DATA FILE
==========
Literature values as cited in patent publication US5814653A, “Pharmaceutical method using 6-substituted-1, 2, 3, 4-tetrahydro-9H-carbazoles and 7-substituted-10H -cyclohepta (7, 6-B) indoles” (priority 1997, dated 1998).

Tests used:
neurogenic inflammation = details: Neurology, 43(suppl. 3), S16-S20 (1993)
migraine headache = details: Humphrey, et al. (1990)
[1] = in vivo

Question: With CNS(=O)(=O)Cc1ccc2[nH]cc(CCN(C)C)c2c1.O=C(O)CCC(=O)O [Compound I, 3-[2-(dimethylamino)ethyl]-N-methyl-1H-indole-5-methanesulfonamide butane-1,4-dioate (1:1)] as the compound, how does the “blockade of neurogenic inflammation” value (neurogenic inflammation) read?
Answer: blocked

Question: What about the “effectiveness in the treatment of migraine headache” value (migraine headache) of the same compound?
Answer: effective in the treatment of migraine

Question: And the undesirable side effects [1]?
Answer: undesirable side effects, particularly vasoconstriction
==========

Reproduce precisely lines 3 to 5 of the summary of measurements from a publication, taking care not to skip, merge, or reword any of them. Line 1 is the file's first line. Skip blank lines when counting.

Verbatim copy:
neurogenic inflammation = details: Neurology, 43(suppl. 3), S16-S20 (1993)
migraine headache = details: Humphrey, et al. (1990)
[1] = in vivo